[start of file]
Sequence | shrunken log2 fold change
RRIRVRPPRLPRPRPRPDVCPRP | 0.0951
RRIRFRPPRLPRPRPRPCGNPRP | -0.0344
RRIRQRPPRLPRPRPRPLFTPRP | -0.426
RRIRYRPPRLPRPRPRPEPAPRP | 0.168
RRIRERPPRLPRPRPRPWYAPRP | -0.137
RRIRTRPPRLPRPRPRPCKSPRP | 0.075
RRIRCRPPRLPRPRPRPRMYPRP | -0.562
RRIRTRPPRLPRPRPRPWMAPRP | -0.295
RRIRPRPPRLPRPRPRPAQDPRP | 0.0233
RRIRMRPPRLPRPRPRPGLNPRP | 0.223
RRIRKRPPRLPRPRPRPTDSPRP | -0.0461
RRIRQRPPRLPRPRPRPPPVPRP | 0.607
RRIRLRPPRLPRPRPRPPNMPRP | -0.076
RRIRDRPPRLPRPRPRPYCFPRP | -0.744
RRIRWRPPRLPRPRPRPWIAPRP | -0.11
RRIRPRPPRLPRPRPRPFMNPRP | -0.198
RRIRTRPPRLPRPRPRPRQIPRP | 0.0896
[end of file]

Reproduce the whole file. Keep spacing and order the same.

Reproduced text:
Sequence | shrunken log2 fold change
RRIRVRPPRLPRPRPRPDVCPRP | 0.0951
RRIRFRPPRLPRPRPRPCGNPRP | -0.0344
RRIRQRPPRLPRPRPRPLFTPRP | -0.426
RRIRYRPPRLPRPRPRPEPAPRP | 0.168
RRIRERPPRLPRPRPRPWYAPRP | -0.137
RRIRTRPPRLPRPRPRPCKSPRP | 0.075
RRIRCRPPRLPRPRPRPRMYPRP | -0.562
RRIRTRPPRLPRPRPRPWMAPRP | -0.295
RRIRPRPPRLPRPRPRPAQDPRP | 0.0233
RRIRMRPPRLPRPRPRPGLNPRP | 0.223
RRIRKRPPRLPRPRPRPTDSPRP | -0.0461
RRIRQRPPRLPRPRPRPPPVPRP | 0.607
RRIRLRPPRLPRPRPRPPNMPRP | -0.076
RRIRDRPPRLPRPRPRPYCFPRP | -0.744
RRIRWRPPRLPRPRPRPWIAPRP | -0.11
RRIRPRPPRLPRPRPRPFMNPRP | -0.198
RRIRTRPPRLPRPRPRPRQIPRP | 0.0896